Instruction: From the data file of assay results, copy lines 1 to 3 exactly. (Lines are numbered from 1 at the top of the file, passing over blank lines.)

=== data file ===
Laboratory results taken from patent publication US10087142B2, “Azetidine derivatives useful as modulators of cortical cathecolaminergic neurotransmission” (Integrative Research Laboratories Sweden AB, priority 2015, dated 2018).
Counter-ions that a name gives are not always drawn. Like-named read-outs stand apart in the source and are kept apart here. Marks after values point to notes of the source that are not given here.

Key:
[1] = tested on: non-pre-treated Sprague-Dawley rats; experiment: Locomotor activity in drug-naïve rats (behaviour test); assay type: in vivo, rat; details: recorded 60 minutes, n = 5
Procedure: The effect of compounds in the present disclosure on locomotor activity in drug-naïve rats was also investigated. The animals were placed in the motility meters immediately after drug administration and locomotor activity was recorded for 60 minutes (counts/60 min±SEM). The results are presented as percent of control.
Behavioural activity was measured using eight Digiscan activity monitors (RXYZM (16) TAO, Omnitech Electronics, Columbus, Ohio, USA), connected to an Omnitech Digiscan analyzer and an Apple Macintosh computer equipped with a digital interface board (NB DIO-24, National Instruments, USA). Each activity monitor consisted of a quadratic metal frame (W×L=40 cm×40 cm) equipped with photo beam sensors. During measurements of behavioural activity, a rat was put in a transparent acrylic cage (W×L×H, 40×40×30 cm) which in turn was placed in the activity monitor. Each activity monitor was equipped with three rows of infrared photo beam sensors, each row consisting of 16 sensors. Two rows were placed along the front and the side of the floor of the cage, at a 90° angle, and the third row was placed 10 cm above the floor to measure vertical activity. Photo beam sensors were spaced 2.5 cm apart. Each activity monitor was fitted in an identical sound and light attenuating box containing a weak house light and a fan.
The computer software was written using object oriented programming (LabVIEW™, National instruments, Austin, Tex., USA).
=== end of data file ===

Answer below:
Laboratory results taken from patent publication US10087142B2, “Azetidine derivatives useful as modulators of cortical cathecolaminergic neurotransmission” (Integrative Research Laboratories Sweden AB, priority 2015, dated 2018).
Counter-ions that a name gives are not always drawn. Like-named read-outs stand apart in the source and are kept apart here. Marks after values point to notes of the source that are not given here.

Key: